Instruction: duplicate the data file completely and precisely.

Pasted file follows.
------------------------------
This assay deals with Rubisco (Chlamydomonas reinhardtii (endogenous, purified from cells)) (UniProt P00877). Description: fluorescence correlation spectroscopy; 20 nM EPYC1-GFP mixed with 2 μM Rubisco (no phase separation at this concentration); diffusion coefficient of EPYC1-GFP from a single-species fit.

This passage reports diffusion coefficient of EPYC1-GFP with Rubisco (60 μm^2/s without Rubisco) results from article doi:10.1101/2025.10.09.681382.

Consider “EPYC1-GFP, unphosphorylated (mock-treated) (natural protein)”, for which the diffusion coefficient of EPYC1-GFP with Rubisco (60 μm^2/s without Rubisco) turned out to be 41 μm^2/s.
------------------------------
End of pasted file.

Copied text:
This assay deals with Rubisco (Chlamydomonas reinhardtii (endogenous, purified from cells)) (UniProt P00877). Description: fluorescence correlation spectroscopy; 20 nM EPYC1-GFP mixed with 2 μM Rubisco (no phase separation at this concentration); diffusion coefficient of EPYC1-GFP from a single-species fit.

This passage reports diffusion coefficient of EPYC1-GFP with Rubisco (60 μm^2/s without Rubisco) results from article doi:10.1101/2025.10.09.681382.

Consider “EPYC1-GFP, unphosphorylated (mock-treated) (natural protein)”, for which the diffusion coefficient of EPYC1-GFP with Rubisco (60 μm^2/s without Rubisco) turned out to be 41 μm^2/s.